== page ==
Jewish education has received a major boost with the publication of the first national curricula for Hebrew and Jewish Studies for use in primary schools from September, writes Estelle Maxwell.
The development by the Scopus Jewish Educational Trust aims to fill a gap in the secular national curriculum and has taken five months to draw up following consultations with the Chief Rabbi's office, the School Curriculum Assessment Authority and the Department for Education.
It has a similar framework with programmes of study and level descriptions for use across all four key stages. The Hebrew curriculum at key stages one and two mirrors the structure and approach of the Welsh second language curriculum and is aimed at meeting the learning needs of younger pupils.
At both key stages there are programmes of study for reading, writing and oral work. Pupils are encouraged to share experiences, acquire language skills and share information and opinions in Hebrew, develop phonic and graphic knowledge and are given access to a wide range of literature.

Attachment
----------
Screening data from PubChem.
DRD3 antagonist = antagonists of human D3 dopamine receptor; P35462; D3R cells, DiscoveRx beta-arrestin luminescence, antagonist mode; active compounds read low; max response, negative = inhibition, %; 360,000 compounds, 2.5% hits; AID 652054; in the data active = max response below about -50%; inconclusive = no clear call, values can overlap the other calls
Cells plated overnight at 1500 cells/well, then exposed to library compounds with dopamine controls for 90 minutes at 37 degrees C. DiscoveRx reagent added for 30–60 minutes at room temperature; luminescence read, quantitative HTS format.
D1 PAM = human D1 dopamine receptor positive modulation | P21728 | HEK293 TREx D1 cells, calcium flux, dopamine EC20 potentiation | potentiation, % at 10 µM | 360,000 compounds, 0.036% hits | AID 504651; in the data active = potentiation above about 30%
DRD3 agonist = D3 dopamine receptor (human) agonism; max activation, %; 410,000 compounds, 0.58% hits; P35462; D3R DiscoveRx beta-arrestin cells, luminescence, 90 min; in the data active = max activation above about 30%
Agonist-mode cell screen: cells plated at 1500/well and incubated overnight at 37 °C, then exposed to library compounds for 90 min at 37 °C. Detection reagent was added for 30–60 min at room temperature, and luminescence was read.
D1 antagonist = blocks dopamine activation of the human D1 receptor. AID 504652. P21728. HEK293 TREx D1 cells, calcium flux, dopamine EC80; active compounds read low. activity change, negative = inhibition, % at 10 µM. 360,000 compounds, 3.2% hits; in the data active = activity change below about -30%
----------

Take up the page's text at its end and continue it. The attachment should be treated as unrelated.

They are encouraged to learn how to write, moving from early emergent letters to a legible style which follows the conventions of written Hebrew including moving from the right to left and top to bottom of the page.
By key stage two it says pupils should be taught in pairs or groups and be able to inititate and sustain a conversation, talk about their interests and hobbies and gather information through a variety of sources.
The Jewish Studies curriculum provides a framework for the design of schemes of work to help pupils become "knowledgeable committed Jews."
Further details of the curriculum may be obtained from Scopus at Balfour House, 741 High Road, Finchley, London N12 OBQ.